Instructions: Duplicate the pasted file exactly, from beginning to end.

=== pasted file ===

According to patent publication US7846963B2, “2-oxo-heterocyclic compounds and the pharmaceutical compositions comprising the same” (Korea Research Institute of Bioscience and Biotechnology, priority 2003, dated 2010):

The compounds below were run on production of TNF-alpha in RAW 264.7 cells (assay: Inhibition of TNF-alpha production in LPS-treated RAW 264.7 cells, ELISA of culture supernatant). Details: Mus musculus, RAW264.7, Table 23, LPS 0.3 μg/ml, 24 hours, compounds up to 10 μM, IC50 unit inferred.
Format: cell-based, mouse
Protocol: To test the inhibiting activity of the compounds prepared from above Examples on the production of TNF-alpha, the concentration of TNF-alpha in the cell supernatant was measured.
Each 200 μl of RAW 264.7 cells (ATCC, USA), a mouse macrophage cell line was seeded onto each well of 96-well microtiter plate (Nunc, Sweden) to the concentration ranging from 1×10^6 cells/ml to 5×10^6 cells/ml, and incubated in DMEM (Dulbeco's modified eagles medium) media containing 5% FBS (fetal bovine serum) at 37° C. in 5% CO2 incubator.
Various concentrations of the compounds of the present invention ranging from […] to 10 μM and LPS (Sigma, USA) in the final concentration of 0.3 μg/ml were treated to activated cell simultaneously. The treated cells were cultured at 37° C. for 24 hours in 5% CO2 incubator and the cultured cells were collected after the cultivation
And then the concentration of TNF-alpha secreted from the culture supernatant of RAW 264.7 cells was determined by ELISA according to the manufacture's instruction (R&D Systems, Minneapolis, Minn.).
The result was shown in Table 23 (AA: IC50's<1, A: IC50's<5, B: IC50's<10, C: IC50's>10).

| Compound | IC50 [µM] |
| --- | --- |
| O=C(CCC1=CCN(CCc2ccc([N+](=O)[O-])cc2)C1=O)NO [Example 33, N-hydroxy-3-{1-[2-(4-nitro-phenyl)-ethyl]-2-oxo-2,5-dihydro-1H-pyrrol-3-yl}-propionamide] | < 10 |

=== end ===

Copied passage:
According to patent publication US7846963B2, “2-oxo-heterocyclic compounds and the pharmaceutical compositions comprising the same” (Korea Research Institute of Bioscience and Biotechnology, priority 2003, dated 2010):

The compounds below were run on production of TNF-alpha in RAW 264.7 cells (assay: Inhibition of TNF-alpha production in LPS-treated RAW 264.7 cells, ELISA of culture supernatant). Details: Mus musculus, RAW264.7, Table 23, LPS 0.3 μg/ml, 24 hours, compounds up to 10 μM, IC50 unit inferred.
Format: cell-based, mouse
Protocol: To test the inhibiting activity of the compounds prepared from above Examples on the production of TNF-alpha, the concentration of TNF-alpha in the cell supernatant was measured.
Each 200 μl of RAW 264.7 cells (ATCC, USA), a mouse macrophage cell line was seeded onto each well of 96-well microtiter plate (Nunc, Sweden) to the concentration ranging from 1×10^6 cells/ml to 5×10^6 cells/ml, and incubated in DMEM (Dulbeco's modified eagles medium) media containing 5% FBS (fetal bovine serum) at 37° C. in 5% CO2 incubator.
Various concentrations of the compounds of the present invention ranging from […] to 10 μM and LPS (Sigma, USA) in the final concentration of 0.3 μg/ml were treated to activated cell simultaneously. The treated cells were cultured at 37° C. for 24 hours in 5% CO2 incubator and the cultured cells were collected after the cultivation
And then the concentration of TNF-alpha secreted from the culture supernatant of RAW 264.7 cells was determined by ELISA according to the manufacture's instruction (R&D Systems, Minneapolis, Minn.).
The result was shown in Table 23 (AA: IC50's<1, A: IC50's<5, B: IC50's<10, C: IC50's>10).

| Compound | IC50 [µM] |
| --- | --- |
| O=C(CCC1=CCN(CCc2ccc([N+](=O)[O-])cc2)C1=O)NO [Example 33, N-hydroxy-3-{1-[2-(4-nitro-phenyl)-ethyl]-2-oxo-2,5-dihydro-1H-pyrrol-3-yl}-propionamide] | < 10 |